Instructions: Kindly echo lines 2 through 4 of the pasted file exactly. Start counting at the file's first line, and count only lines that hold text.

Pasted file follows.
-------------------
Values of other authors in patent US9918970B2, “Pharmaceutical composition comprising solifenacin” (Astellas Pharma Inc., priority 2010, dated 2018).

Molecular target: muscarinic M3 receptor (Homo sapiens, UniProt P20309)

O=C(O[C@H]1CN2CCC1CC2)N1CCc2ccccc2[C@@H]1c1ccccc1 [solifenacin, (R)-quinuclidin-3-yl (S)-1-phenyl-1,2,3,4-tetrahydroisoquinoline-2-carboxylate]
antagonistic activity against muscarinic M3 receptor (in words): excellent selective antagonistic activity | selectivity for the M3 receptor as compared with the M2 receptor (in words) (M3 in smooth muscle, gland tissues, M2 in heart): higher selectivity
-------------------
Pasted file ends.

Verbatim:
Molecular target: muscarinic M3 receptor (Homo sapiens, UniProt P20309)

O=C(O[C@H]1CN2CCC1CC2)N1CCc2ccccc2[C@@H]1c1ccccc1 [solifenacin, (R)-quinuclidin-3-yl (S)-1-phenyl-1,2,3,4-tetrahydroisoquinoline-2-carboxylate]
antagonistic activity against muscarinic M3 receptor (in words): excellent selective antagonistic activity | selectivity for the M3 receptor as compared with the M2 receptor (in words) (M3 in smooth muscle, gland tissues, M2 in heart): higher selectivity